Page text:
There was a time when the only thing workers could count on to keep them safe was their boss’s good intentions. There weren’t always regulations that required that employers meet safety standards — or take any precautions at all to keep workers safe. Danger was simply a part of the deal with many jobs and those who accepted them took their chances.
If someone was injured at work, there was nothing to stop their boss from replacing them right away. Companies were under no obligation to compensate workers for their lost wages or even help them secure needed medical attention.
Thanks to the labor movement, things slowly began to change. The concepts of sick days, health care and even safety equipment emerged and regulations were created to protect workers’ rights, their jobs and their health.
Relying on the goodwill of the heads of companies to secure these kinds of protections isn’t enough. Regulations are required in order to force organizations and their leaders to do the right thing. Thanks to the labor movement, that’s a part of our modern workplace reality.
4. Minimum wage
The Fair Labor Standards Act of 1938 set the very first federal minimum wage at just 25 cents per hour. Some people didn’t approve of this change, despite such a low rate. (Congress had been working on alterations to the act for more than a year.) The FLSA only applied to industries that employed about one-fifth of the labor force. But, within those industries, child labor was banned, a maximum 44-hour workweek was established, and a minimum wage was set.
Some worried about the effect these wages might have on American businesses. The night before Roosevelt signed the FLSA, he expressed his feelings during a “fireside chat.” He warned the American people: “Do not let any calamity-howling executive with an income of $1,000 a day, …tell you…that a wage of $11 a week is going to have a disastrous effect on all American Industry.”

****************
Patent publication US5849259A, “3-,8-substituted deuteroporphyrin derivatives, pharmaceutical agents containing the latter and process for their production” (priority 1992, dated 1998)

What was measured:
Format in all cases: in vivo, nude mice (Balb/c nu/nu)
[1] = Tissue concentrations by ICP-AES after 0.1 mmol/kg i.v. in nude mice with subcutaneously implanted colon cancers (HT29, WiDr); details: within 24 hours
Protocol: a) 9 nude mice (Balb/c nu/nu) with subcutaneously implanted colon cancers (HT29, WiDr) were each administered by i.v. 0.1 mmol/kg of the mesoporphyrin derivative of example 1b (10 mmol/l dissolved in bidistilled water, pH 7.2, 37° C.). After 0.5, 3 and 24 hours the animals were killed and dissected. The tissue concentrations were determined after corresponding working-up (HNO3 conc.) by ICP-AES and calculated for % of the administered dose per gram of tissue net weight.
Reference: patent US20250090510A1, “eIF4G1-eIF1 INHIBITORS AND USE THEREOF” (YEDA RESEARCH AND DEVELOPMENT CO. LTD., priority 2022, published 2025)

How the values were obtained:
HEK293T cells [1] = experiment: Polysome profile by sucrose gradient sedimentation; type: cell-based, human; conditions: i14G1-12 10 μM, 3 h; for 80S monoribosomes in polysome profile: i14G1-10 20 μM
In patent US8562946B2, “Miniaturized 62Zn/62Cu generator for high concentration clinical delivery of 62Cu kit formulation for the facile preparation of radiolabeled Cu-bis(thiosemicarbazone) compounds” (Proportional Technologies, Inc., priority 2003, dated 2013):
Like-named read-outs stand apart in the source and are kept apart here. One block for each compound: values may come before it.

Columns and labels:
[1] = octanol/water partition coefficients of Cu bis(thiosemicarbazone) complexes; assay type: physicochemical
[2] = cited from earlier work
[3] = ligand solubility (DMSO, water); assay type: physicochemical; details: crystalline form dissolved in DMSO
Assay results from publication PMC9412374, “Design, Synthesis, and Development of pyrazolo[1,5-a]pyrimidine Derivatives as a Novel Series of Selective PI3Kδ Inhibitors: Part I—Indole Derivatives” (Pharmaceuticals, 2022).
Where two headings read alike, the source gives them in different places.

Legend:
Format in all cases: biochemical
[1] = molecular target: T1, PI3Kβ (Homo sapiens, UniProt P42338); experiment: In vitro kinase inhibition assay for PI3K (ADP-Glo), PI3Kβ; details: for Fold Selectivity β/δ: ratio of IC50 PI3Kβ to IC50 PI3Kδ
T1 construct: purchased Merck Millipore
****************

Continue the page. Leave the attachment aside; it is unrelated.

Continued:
Today, the struggle for fair wages is very much alive and it’s arguably as needed as ever. Wage stagnation is and has been a major issue for millions of American workers. The economy has been recovering steadily from the Great Recession. But, many workers’ paychecks don’t reflect that fact.
“A crucial measure of how far from full recovery the economy remains is the growth of nominal wages (wages not adjusted for inflation). Nominal wage growth since the recovery officially began in mid-2009 has been low and flat,” states a report on wage growth from the Economic Policy Institute. “This isn’t surprising — the weak labor market of the last seven years has put enormous downward pressure on wages. Employers don’t have to offer big wage increases to get and keep the workers they need. And this remains true even as a jobs recovery has consistently forged ahead in recent years.”
Additionally, executive compensation is totally out of balance with workers’ average wages. A report from the EPI from 2017 found that CEOs in American’s largest firms made an average of $15.6 million in compensation in 2016. That comes out to 271 times the annual average pay of a typical worker.
The fight for fair wages continues today alongside the fight for many other rights. And, many workers still don’t have access to many of the other awesome protections that the labor movement helped to secure for some. Thankfully, labor unions continue to stand on the front lines of these battles, securing better working conditions and compensation for employees.
Study after study has shown that labor unions are good for workers. In fact, one of the reasons for the current wage stagnation is a decline and erosion in the power of American unions. The wages of unionized workers are about 12% higher, on average, than the wages of their nonunionized counterparts. The gap is even higher for workers of color and those without a college degree. Companies with union employees contribute 56% more to workers’ retirement. And, they provide 11% more toward workers’ health care, just to name a few important statistics.
The work of labor unions is vital in order for American workers to continue to make progress toward fair compensation and better working continuous.
This Labor Day, think back on how far we’ve come, thanks to the labor movement. And, imagine the progress that could be made in the decades ahead.